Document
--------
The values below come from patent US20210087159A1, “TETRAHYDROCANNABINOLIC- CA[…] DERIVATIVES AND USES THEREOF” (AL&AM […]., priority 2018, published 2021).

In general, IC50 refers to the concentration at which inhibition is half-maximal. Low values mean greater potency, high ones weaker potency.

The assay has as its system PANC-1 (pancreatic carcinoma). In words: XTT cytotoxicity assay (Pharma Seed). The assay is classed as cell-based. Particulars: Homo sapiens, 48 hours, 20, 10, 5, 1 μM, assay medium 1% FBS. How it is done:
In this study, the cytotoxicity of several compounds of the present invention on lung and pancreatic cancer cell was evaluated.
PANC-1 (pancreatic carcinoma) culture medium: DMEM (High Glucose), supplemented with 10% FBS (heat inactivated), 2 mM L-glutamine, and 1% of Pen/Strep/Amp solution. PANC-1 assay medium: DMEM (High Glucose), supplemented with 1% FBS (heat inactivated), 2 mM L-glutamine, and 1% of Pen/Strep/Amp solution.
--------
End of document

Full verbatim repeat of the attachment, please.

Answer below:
The values below come from patent US20210087159A1, “TETRAHYDROCANNABINOLIC- CA[…] DERIVATIVES AND USES THEREOF” (AL&AM […]., priority 2018, published 2021).

In general, IC50 refers to the concentration at which inhibition is half-maximal. Low values mean greater potency, high ones weaker potency.

The assay has as its system PANC-1 (pancreatic carcinoma). In words: XTT cytotoxicity assay (Pharma Seed). The assay is classed as cell-based. Particulars: Homo sapiens, 48 hours, 20, 10, 5, 1 μM, assay medium 1% FBS. How it is done:
In this study, the cytotoxicity of several compounds of the present invention on lung and pancreatic cancer cell was evaluated.
PANC-1 (pancreatic carcinoma) culture medium: DMEM (High Glucose), supplemented with 10% FBS (heat inactivated), 2 mM L-glutamine, and 1% of Pen/Strep/Amp solution. PANC-1 assay medium: DMEM (High Glucose), supplemented with 1% FBS (heat inactivated), 2 mM L-glutamine, and 1% of Pen/Strep/Amp solution.